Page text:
In a typical year, students in Art 260: Curation in Context work with Memphis galleries to learn the breadth of showcasing artists’ works and then invite friends and faculty to the exhibitions they curate at local venues. Faced with the sudden transition to remote learning and social distancing, Art 260 students—Jenna Gilley ’20, Ben Aquila ’20, Katie Clark ’20, Julia Conway ’20, Caroline Koch ’21, Dresden Timco ’21, Roland Donnelly-Bullington ’21, and Marlo Morales ’22—were forced to abandon their original plans and turn to digital platforms to display their curated shows.
Working remotely with Memphis-based artists, they centered their creative projects on addressing such questions as “What does art mean during quarantine? How do the internet and social media influence how we curate and experience art? How can art and artists help us document, process, and challenge the situations we find ourselves in?”
Joel Parsons, assistant professor of art and director of the Clough-Hanson Gallery at Rhodes, challenged his Art 260 students to critically examine the role of art in times of separation and hardship, as well as to consider social media in new ways. “We talked about the root meaning of the word ‘curate’—to care,” says Parsons. “Students restarted their planning process, shifting to online exhibitions that dealt directly with the circumstances of pandemic and quarantine. The result is an amazing document of this moment, seen through the work of Memphis-based artists and thoughtfully contextualized by our students. Even more than usual, the class became an exercise in being care-full.”
“I changed courses thematically,” says Roland Donnelly-Bullington ’21. “My show explicitly dealt with the role of social media and our increasingly digital lives while being kept to our homes during quarantine. I’ve found that art usually finds a way to maintain relevance in changing times. All of the pieces in my show were created before quarantine, but found new resonance placed in this specific lineup of works and during this particular time.”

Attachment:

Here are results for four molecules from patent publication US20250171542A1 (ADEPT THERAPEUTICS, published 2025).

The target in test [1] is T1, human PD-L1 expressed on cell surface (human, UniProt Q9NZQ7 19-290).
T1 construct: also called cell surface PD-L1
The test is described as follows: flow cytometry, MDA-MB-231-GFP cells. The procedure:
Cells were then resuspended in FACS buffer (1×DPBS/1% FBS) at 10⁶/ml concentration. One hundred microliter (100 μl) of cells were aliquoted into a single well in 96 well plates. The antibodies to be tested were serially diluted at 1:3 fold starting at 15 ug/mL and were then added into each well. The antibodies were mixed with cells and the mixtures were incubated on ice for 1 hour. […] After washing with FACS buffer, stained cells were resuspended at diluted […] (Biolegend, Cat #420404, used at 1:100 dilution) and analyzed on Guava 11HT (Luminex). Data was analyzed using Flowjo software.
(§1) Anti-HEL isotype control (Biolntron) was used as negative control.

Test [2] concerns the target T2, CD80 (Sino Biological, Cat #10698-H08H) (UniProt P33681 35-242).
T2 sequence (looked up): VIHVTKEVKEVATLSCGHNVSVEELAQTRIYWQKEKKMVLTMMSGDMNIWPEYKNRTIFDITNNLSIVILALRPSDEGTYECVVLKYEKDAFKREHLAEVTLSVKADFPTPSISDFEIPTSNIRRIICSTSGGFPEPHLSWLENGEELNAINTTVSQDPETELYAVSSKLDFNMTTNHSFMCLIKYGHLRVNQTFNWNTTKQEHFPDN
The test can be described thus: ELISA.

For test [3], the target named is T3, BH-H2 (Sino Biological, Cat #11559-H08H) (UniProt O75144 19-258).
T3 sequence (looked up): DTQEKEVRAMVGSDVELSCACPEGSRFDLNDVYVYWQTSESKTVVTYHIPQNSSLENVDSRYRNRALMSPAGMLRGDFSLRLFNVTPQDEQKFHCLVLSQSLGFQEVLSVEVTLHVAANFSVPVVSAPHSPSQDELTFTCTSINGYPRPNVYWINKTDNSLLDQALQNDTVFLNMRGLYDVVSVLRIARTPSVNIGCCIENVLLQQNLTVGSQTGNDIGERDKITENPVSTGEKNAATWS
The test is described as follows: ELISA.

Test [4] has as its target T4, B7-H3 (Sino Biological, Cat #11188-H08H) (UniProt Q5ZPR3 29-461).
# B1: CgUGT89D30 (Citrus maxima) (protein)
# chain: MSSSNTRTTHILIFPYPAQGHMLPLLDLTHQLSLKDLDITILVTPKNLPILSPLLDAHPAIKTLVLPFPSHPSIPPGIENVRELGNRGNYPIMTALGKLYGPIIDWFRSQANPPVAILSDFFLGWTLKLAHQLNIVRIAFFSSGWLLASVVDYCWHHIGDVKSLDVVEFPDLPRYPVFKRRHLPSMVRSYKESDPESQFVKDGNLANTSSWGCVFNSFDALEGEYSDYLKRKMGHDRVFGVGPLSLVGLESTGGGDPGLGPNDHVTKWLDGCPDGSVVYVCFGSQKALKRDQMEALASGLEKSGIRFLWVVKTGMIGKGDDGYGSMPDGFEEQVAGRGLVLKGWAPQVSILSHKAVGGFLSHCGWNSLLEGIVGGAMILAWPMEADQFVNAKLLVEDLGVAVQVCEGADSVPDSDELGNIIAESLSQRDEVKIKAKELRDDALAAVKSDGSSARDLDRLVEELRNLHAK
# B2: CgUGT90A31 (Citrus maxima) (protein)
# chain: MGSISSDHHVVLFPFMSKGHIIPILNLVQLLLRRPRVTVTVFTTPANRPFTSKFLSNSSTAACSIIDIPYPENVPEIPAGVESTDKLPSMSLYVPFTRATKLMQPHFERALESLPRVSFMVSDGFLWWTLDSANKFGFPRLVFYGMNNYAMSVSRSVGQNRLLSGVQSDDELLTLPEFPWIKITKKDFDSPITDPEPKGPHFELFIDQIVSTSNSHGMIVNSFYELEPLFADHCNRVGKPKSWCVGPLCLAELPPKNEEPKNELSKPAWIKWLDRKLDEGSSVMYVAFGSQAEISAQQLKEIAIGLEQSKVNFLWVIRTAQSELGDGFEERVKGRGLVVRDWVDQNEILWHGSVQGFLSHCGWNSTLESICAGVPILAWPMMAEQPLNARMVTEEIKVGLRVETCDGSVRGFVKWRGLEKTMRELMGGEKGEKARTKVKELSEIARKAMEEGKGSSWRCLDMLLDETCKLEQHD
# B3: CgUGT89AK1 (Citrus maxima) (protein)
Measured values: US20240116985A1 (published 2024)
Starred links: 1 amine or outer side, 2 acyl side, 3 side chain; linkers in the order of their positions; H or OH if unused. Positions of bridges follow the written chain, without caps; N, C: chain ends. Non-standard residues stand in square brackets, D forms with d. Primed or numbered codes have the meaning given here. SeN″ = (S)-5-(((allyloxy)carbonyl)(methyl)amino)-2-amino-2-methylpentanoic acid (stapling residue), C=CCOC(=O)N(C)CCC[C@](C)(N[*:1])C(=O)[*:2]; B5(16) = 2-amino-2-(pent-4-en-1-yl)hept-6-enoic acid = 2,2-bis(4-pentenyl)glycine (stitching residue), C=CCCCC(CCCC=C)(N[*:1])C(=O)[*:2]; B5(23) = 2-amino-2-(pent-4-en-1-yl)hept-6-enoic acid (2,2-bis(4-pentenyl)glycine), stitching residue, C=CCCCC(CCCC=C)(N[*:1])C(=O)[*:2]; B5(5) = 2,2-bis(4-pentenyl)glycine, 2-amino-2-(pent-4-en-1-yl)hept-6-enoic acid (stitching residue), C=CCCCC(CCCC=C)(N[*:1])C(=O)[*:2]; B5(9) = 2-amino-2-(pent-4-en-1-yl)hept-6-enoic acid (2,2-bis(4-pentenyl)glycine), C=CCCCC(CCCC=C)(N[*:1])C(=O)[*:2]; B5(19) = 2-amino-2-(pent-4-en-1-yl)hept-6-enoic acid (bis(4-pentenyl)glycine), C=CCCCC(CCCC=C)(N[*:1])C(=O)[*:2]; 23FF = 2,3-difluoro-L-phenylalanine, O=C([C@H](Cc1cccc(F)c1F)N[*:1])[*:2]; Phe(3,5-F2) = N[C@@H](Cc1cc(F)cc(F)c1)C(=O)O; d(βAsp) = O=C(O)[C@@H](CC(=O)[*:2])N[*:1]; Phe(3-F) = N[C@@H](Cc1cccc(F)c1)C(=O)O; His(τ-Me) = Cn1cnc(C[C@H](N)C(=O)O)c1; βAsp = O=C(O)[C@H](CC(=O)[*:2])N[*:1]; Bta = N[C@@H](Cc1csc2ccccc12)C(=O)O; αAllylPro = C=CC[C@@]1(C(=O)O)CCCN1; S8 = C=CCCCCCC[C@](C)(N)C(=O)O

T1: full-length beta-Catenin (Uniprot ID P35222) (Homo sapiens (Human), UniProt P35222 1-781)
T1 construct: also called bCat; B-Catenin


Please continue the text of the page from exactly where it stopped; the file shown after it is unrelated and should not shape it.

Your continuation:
Although students were initially disappointed that they were not able to curate their original, fully realized shows in actual gallery venues, their engagement with the city and their connections to its art scene grew even more profound as they worked from afar. Katie Clark ’20 says, “When the pandemic hit, rather than accepting defeat we made the most of the distance to elevate our conversations about the purpose of art and the adaptations the art world needs to make in order to keep up with a virtually connected era. I Zoomed, emailed, and called several Memphis artists and talked with them about the challenge of separation, the beauty of the Memphis community, public health disparities, the power of art in a virtual world, and even their family and personal life. I had the opportunity to speak with these artists about topics we never would have discussed if this show didn’t happen remotely.”
The digital exhibitions, shared on the Clough-Hanson Gallery Facebook page and available to the community on the gallery’s website, include artists Sophia Mason, Paula Kovarik, Lacey Mitcham Veteto, Gregory Allen Smith, Emily Thomas, Alex Paulus, Melissa Dunn, Nancy Cheairs, Ryan Steed, Nick Pena, Maysey Craddock, Clare Johnson, Susan Maakestad, Jesse Butcher, Elizabeth Alley, Meredith Potter, Mary K VanGieson, and Melissa Wilkinson.
“The result of this project is a group of online exhibitions that help us see the landscape, the home, personal relationships, and our own bodies with the clarity and insight that only art and artists can offer,” says Parsons.
“The art on virtual display is at turns heartening, comforting, and provocative. Collectively, it offers a snapshot of art in Memphis in this moment. The students and I hope viewing it will help you feel a bit more connected to this community, and a bit less alone in your isolation.”
By Grace Merriman '21